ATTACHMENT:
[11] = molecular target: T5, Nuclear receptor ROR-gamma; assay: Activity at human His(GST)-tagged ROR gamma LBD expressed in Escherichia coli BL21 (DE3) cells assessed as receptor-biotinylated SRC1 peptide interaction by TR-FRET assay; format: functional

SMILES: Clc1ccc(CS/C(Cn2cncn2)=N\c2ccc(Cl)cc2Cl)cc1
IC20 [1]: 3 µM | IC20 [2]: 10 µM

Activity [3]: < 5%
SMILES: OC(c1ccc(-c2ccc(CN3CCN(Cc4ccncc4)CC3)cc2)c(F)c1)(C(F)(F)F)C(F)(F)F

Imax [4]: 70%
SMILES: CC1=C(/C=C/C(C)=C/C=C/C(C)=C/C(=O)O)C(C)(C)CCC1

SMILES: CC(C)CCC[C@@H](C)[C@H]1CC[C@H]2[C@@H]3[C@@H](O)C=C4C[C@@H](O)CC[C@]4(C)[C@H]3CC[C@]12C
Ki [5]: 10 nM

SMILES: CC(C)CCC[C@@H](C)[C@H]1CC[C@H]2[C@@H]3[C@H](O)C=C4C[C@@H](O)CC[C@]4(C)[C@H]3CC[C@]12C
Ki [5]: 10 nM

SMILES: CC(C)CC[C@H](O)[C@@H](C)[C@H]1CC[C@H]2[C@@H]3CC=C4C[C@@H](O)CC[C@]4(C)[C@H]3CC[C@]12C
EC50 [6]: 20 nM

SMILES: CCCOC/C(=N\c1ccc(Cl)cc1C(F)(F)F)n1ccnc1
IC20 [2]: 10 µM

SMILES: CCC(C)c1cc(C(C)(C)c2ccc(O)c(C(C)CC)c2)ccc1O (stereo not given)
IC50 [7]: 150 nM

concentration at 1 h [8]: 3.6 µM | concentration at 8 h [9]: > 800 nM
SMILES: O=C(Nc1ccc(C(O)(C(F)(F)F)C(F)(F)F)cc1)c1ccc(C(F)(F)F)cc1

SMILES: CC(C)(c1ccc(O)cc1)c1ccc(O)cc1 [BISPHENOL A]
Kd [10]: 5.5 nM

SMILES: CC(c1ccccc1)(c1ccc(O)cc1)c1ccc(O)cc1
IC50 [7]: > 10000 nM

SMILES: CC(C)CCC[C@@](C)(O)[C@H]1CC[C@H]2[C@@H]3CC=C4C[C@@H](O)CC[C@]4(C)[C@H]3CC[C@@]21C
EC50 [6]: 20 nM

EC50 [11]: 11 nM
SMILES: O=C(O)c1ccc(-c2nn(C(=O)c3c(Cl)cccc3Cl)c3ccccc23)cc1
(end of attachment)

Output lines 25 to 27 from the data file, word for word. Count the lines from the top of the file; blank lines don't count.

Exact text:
EC50 [6]: 20 nM

EC50 [11]: 11 nM
SMILES: O=C(O)c1ccc(-c2nn(C(=O)c3c(Cl)cccc3Cl)c3ccccc23)cc1